Dublin once a small Norse trading centre is one of the fastest growing cities in Europe and faces the challenges of expansion.

Dublin provides a good example of the kinds of economic and social problems facing big cities in the twentieth century. As the population has grown, so too has demand for amenities and services presenting new socio-economic challenges.

Dublin began as a tiny Norse trading centre but has become a sprawling city covering a quarter of a million acres of land. The first map of the city made by John Speed in 1610 shows how tightly confined Dublin was centering around Christ Church, St Patrick's Cathedral and Dublin Castle. 

High Street and Castle Street formed the central spire of the city.

The problems are part of the price paid for regional inequality, and the role of planning in influencing the development of cities. 

After the Tudor conquest in the early seventeenth century, the first major expansion of the city took place. Land was reclaimed and new bridges were built across the Liffey and the port gradually moved down river. New streets were laid out while other areas were left behind housing the poor of the city. Districts like The Liberties became centres for industries like weaving and spinning and for markets. 

Dublin like all other cities was dependent on outside supplies for its food.

In 1714, Moll's map of the city shows the contrast between the spacious plans of the new streets and the narrow winding streets of the medieval part of the city. 

Another phase of urban expansion took place in the eighteenth century when the city was defined by buildings such as the Customs House, the Four Courts and the Georgian townhouses of the aristocratic land owners. By 1800, the population of Dublin had grown to around 200,000. However, prosperity did not last long. When the parliament ended with the Act of Union, many of the Georgian houses became disease ridden tenements housing the city's poor.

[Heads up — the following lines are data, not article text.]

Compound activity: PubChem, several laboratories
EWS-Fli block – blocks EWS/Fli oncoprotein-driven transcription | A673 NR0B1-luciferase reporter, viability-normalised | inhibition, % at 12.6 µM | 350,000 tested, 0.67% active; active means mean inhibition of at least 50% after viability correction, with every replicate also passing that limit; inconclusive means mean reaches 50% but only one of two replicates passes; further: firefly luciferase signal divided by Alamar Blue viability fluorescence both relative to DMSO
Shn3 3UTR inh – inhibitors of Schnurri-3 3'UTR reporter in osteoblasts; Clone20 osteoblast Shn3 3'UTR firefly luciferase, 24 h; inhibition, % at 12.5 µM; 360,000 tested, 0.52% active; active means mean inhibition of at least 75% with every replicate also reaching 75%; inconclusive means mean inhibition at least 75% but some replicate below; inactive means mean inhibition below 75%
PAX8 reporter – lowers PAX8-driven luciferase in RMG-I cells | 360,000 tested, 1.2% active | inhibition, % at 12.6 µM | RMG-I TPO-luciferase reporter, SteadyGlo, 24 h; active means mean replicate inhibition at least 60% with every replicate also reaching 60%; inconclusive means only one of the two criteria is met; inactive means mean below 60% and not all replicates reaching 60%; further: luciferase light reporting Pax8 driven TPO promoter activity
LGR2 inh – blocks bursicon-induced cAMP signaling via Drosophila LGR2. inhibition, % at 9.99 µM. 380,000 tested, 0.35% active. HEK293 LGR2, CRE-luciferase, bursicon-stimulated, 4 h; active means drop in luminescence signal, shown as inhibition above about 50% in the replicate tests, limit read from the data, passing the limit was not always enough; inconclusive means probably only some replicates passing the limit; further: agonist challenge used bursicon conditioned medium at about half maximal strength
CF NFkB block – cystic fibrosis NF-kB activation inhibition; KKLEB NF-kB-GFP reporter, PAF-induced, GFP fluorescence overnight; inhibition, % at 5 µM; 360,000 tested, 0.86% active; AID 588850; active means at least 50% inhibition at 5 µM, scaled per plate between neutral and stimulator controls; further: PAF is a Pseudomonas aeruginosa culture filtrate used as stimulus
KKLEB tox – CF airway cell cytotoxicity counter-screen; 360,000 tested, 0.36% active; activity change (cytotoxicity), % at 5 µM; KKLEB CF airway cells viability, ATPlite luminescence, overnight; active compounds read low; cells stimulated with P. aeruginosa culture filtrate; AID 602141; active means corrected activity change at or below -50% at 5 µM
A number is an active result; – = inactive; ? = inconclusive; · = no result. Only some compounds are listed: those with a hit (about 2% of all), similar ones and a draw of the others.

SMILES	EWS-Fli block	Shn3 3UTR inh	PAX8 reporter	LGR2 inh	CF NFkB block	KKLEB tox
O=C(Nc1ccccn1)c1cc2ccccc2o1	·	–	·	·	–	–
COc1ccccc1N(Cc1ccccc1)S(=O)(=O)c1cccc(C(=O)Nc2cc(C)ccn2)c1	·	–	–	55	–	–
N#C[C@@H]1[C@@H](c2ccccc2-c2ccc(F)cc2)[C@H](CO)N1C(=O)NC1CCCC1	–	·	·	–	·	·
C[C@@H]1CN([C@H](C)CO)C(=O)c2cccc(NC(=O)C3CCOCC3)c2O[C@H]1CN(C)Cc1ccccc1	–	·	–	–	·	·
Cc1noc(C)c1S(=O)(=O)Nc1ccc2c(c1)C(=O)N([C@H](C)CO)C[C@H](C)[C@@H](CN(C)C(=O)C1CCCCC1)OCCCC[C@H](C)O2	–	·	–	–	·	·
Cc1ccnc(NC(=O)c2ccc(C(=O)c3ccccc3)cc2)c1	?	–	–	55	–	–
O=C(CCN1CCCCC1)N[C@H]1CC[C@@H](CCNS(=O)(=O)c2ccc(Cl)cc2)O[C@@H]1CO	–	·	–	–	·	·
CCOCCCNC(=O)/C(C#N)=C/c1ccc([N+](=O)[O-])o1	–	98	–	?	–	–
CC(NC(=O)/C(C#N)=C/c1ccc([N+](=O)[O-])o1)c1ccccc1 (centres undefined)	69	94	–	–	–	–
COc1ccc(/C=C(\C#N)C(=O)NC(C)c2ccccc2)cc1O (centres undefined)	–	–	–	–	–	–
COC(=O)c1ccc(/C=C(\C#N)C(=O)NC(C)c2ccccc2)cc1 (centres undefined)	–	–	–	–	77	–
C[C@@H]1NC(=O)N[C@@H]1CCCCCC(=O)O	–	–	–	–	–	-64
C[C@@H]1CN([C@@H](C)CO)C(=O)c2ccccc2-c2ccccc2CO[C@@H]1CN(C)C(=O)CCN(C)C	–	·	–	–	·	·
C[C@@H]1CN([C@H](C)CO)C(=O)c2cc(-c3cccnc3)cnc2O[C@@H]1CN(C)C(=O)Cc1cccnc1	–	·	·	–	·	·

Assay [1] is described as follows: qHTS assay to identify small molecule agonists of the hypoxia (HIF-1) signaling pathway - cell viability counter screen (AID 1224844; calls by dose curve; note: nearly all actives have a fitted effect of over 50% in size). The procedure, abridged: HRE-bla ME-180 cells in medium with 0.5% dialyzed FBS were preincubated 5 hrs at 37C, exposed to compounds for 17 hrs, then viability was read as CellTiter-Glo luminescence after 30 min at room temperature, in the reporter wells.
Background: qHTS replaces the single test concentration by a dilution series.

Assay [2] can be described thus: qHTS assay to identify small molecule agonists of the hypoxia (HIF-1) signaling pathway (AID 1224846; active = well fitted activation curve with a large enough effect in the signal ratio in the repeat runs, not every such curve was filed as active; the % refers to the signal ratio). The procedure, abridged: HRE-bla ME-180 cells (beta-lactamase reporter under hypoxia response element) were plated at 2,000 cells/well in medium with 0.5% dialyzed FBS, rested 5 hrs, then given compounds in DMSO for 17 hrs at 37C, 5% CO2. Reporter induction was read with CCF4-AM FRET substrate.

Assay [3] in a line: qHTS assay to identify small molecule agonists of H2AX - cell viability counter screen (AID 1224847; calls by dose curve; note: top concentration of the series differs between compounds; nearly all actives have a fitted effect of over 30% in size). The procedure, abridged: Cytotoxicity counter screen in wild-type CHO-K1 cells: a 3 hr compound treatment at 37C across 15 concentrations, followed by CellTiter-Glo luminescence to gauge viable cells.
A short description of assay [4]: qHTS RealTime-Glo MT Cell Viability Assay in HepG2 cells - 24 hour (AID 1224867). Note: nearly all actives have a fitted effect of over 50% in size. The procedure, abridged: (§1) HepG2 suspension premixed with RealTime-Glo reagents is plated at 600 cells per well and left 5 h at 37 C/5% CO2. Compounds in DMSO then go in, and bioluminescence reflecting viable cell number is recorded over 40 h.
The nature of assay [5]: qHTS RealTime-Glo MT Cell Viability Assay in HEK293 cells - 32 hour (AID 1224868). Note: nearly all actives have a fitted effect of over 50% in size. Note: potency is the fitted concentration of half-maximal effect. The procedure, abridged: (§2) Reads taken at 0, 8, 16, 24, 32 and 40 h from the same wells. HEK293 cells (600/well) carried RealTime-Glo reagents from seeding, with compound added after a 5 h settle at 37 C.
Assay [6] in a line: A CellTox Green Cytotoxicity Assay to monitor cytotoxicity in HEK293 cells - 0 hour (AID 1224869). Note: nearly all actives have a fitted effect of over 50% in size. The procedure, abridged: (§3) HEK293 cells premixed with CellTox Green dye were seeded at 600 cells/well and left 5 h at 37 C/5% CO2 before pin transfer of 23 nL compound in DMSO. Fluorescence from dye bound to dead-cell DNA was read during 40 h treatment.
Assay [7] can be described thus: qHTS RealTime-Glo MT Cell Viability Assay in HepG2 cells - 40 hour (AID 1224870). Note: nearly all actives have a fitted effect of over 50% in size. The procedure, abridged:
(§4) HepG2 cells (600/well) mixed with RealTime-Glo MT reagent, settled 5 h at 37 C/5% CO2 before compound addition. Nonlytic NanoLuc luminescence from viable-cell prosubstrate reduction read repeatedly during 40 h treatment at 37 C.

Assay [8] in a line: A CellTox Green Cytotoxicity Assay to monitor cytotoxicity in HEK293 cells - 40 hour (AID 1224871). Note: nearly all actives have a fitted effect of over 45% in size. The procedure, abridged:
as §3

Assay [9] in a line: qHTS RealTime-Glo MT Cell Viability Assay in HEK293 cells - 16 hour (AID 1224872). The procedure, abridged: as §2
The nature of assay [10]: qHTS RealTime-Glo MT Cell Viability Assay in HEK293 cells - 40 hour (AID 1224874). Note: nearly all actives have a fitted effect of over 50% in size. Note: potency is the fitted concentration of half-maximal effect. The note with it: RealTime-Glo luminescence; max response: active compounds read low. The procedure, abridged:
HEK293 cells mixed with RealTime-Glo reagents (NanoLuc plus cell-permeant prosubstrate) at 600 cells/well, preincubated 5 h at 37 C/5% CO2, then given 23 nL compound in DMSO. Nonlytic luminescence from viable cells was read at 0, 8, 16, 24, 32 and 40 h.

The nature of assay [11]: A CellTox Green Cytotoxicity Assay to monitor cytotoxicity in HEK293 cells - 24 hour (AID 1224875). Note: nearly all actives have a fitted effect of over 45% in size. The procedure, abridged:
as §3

Poverty had always been present in the traditional working class districts but now the once fashionable north side of the city symbolised the economic decay of the country and its capital in the nineteenth century.

With the introduction of railways and trams, many of the city's wealthy now moved out to the suburbs such as Kingstown, Rathgar and Clontarf. 

The city continued to be poor with the population either falling or remaining static, unlike British cities that experienced the industrial revolution.

It is only in the last forty years that Dublin has regained its status and prosperity with industry and offices attracted by the location of the city. 

During the early days of the state, the population of Dublin grew as a result of migration from other counties. Massive housing programmes were rolled out to cope with the influx of people and to rehouse people out of the inner city tenements. At the foundation of the state, the population of Dublin was around 330,000. By 1971, this figure had more than doubled. Dublin's population is now one of the fastest growing of any city in the European Economic Community (EEC). It is estimated that by 1991 the population in the Dublin region will have increased to 1.3 million. 

This massive growth in population presents economic and social challenges and the first of these is housing. 

About 150,000 new houses will have to be provided for the increased population and perhaps another fifty thousand will be needed to replace houses which are at or near the end of their usefulness.

With the growing population comes a growing demand for schools, shops, playgrounds, hospitals and other services. 

'Telefís Scoile: Resources of Man, The Big Smoke' was broadcast on 17 February 1975.